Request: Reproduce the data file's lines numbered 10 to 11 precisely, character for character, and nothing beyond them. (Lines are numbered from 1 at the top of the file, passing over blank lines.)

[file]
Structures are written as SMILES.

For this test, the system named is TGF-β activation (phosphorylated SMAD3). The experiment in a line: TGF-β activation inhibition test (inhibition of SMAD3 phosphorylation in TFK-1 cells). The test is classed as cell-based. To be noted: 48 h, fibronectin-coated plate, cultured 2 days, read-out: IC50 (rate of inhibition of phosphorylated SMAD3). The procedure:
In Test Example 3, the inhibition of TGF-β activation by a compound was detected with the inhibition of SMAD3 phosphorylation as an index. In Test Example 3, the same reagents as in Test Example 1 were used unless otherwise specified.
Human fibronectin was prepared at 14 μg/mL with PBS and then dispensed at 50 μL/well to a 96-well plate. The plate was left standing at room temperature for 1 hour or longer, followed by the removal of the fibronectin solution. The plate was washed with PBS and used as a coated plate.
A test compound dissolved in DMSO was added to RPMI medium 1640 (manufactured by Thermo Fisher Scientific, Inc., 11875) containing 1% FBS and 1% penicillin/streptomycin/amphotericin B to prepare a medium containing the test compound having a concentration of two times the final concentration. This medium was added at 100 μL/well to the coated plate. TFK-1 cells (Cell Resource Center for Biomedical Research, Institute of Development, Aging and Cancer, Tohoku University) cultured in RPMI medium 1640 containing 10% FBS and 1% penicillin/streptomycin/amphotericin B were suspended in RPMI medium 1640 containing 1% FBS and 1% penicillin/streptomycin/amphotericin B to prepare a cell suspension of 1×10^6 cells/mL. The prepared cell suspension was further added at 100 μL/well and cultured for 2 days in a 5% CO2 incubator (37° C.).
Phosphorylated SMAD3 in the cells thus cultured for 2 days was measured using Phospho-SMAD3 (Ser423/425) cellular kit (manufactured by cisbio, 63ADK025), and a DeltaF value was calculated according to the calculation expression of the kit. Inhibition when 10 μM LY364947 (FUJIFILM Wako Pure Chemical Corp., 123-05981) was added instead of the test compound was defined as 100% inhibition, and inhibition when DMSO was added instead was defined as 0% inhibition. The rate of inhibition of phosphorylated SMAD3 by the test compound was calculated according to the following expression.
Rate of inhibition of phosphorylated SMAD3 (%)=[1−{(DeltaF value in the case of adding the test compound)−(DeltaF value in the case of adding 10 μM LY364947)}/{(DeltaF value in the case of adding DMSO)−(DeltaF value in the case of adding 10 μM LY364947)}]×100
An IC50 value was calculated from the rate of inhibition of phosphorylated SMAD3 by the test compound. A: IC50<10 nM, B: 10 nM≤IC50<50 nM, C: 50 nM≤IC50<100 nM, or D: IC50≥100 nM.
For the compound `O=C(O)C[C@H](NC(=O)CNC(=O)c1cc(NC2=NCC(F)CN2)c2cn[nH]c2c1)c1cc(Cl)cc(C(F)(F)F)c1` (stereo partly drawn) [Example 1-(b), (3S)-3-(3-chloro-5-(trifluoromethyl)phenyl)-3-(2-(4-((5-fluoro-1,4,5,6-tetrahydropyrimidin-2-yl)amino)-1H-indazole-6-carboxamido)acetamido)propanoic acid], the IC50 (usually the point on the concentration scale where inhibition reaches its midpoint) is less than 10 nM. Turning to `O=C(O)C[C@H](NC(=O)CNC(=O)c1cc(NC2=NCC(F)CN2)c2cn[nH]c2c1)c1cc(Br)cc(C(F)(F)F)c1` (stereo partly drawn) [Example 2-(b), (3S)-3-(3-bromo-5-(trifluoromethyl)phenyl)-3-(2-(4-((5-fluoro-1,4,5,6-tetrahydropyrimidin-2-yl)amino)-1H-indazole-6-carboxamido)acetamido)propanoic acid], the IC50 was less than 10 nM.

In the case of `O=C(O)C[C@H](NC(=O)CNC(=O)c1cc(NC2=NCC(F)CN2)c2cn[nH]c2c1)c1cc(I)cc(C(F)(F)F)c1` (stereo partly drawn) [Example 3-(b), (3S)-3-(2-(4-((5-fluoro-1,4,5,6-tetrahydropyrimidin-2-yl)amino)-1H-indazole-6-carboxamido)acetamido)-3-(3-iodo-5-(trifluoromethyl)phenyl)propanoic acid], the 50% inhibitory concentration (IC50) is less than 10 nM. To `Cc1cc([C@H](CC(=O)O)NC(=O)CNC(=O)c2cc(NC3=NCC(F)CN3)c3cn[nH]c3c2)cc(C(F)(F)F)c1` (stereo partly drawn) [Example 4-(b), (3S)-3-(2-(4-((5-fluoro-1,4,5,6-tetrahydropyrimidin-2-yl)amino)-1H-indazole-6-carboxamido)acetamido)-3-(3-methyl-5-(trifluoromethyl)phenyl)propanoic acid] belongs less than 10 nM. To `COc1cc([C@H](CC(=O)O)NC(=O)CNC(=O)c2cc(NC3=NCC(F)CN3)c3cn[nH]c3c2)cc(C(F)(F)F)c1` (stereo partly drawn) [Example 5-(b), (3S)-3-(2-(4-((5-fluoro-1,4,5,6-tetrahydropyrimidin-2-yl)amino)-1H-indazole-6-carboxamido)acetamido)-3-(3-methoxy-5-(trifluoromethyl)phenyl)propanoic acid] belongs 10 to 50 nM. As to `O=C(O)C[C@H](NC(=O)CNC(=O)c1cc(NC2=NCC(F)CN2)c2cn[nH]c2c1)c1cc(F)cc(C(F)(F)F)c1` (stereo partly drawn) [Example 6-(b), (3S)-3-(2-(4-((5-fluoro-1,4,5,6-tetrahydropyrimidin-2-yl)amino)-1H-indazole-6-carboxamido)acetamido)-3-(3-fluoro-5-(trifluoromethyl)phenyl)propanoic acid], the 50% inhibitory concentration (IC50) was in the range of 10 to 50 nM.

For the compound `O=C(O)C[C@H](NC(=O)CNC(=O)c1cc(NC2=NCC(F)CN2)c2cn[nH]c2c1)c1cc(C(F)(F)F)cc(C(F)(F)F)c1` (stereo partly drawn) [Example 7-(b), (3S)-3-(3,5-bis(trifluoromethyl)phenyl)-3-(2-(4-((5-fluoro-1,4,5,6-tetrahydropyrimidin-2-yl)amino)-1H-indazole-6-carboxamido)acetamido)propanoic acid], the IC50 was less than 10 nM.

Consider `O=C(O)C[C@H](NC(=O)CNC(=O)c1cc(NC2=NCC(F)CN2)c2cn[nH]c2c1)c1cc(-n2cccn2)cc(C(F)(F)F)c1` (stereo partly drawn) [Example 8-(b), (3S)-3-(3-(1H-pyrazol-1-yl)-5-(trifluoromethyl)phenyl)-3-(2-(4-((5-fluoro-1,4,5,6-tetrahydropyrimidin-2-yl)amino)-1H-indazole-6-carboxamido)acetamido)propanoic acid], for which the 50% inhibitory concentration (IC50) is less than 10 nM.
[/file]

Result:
In the case of `O=C(O)C[C@H](NC(=O)CNC(=O)c1cc(NC2=NCC(F)CN2)c2cn[nH]c2c1)c1cc(I)cc(C(F)(F)F)c1` (stereo partly drawn) [Example 3-(b), (3S)-3-(2-(4-((5-fluoro-1,4,5,6-tetrahydropyrimidin-2-yl)amino)-1H-indazole-6-carboxamido)acetamido)-3-(3-iodo-5-(trifluoromethyl)phenyl)propanoic acid], the 50% inhibitory concentration (IC50) is less than 10 nM. To `Cc1cc([C@H](CC(=O)O)NC(=O)CNC(=O)c2cc(NC3=NCC(F)CN3)c3cn[nH]c3c2)cc(C(F)(F)F)c1` (stereo partly drawn) [Example 4-(b), (3S)-3-(2-(4-((5-fluoro-1,4,5,6-tetrahydropyrimidin-2-yl)amino)-1H-indazole-6-carboxamido)acetamido)-3-(3-methyl-5-(trifluoromethyl)phenyl)propanoic acid] belongs less than 10 nM. To `COc1cc([C@H](CC(=O)O)NC(=O)CNC(=O)c2cc(NC3=NCC(F)CN3)c3cn[nH]c3c2)cc(C(F)(F)F)c1` (stereo partly drawn) [Example 5-(b), (3S)-3-(2-(4-((5-fluoro-1,4,5,6-tetrahydropyrimidin-2-yl)amino)-1H-indazole-6-carboxamido)acetamido)-3-(3-methoxy-5-(trifluoromethyl)phenyl)propanoic acid] belongs 10 to 50 nM. As to `O=C(O)C[C@H](NC(=O)CNC(=O)c1cc(NC2=NCC(F)CN2)c2cn[nH]c2c1)c1cc(F)cc(C(F)(F)F)c1` (stereo partly drawn) [Example 6-(b), (3S)-3-(2-(4-((5-fluoro-1,4,5,6-tetrahydropyrimidin-2-yl)amino)-1H-indazole-6-carboxamido)acetamido)-3-(3-fluoro-5-(trifluoromethyl)phenyl)propanoic acid], the 50% inhibitory concentration (IC50) was in the range of 10 to 50 nM.

For the compound `O=C(O)C[C@H](NC(=O)CNC(=O)c1cc(NC2=NCC(F)CN2)c2cn[nH]c2c1)c1cc(C(F)(F)F)cc(C(F)(F)F)c1` (stereo partly drawn) [Example 7-(b), (3S)-3-(3,5-bis(trifluoromethyl)phenyl)-3-(2-(4-((5-fluoro-1,4,5,6-tetrahydropyrimidin-2-yl)amino)-1H-indazole-6-carboxamido)acetamido)propanoic acid], the IC50 was less than 10 nM.